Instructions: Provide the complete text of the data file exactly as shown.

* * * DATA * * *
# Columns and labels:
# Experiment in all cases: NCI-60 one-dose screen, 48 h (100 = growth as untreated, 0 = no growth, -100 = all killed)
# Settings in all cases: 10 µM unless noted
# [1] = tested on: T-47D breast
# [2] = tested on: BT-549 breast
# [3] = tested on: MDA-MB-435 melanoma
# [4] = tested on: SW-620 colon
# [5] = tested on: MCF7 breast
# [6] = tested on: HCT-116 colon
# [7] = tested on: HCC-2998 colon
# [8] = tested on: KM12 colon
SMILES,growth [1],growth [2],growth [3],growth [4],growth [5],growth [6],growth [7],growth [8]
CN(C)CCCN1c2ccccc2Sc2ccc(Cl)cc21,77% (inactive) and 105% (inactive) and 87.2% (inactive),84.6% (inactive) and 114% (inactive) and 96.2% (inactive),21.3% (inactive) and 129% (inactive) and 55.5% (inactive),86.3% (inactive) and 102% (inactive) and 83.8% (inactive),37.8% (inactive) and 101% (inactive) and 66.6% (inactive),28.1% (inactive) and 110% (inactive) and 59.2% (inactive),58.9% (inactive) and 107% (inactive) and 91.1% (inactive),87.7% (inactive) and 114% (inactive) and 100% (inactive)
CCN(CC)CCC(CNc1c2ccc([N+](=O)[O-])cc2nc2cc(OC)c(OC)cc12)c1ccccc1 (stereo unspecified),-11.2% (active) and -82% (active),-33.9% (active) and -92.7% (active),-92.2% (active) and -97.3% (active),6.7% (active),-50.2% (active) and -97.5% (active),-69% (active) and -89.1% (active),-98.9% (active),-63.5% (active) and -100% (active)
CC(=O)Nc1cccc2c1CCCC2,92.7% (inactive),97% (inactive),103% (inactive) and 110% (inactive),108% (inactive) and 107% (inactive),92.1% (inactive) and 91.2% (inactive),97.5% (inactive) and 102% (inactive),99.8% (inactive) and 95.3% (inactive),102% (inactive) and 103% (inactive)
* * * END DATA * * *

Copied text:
# Columns and labels:
# Experiment in all cases: NCI-60 one-dose screen, 48 h (100 = growth as untreated, 0 = no growth, -100 = all killed)
# Settings in all cases: 10 µM unless noted
# [1] = tested on: T-47D breast
# [2] = tested on: BT-549 breast
# [3] = tested on: MDA-MB-435 melanoma
# [4] = tested on: SW-620 colon
# [5] = tested on: MCF7 breast
# [6] = tested on: HCT-116 colon
# [7] = tested on: HCC-2998 colon
# [8] = tested on: KM12 colon
SMILES,growth [1],growth [2],growth [3],growth [4],growth [5],growth [6],growth [7],growth [8]
CN(C)CCCN1c2ccccc2Sc2ccc(Cl)cc21,77% (inactive) and 105% (inactive) and 87.2% (inactive),84.6% (inactive) and 114% (inactive) and 96.2% (inactive),21.3% (inactive) and 129% (inactive) and 55.5% (inactive),86.3% (inactive) and 102% (inactive) and 83.8% (inactive),37.8% (inactive) and 101% (inactive) and 66.6% (inactive),28.1% (inactive) and 110% (inactive) and 59.2% (inactive),58.9% (inactive) and 107% (inactive) and 91.1% (inactive),87.7% (inactive) and 114% (inactive) and 100% (inactive)
CCN(CC)CCC(CNc1c2ccc([N+](=O)[O-])cc2nc2cc(OC)c(OC)cc12)c1ccccc1 (stereo unspecified),-11.2% (active) and -82% (active),-33.9% (active) and -92.7% (active),-92.2% (active) and -97.3% (active),6.7% (active),-50.2% (active) and -97.5% (active),-69% (active) and -89.1% (active),-98.9% (active),-63.5% (active) and -100% (active)
CC(=O)Nc1cccc2c1CCCC2,92.7% (inactive),97% (inactive),103% (inactive) and 110% (inactive),108% (inactive) and 107% (inactive),92.1% (inactive) and 91.2% (inactive),97.5% (inactive) and 102% (inactive),99.8% (inactive) and 95.3% (inactive),102% (inactive) and 103% (inactive)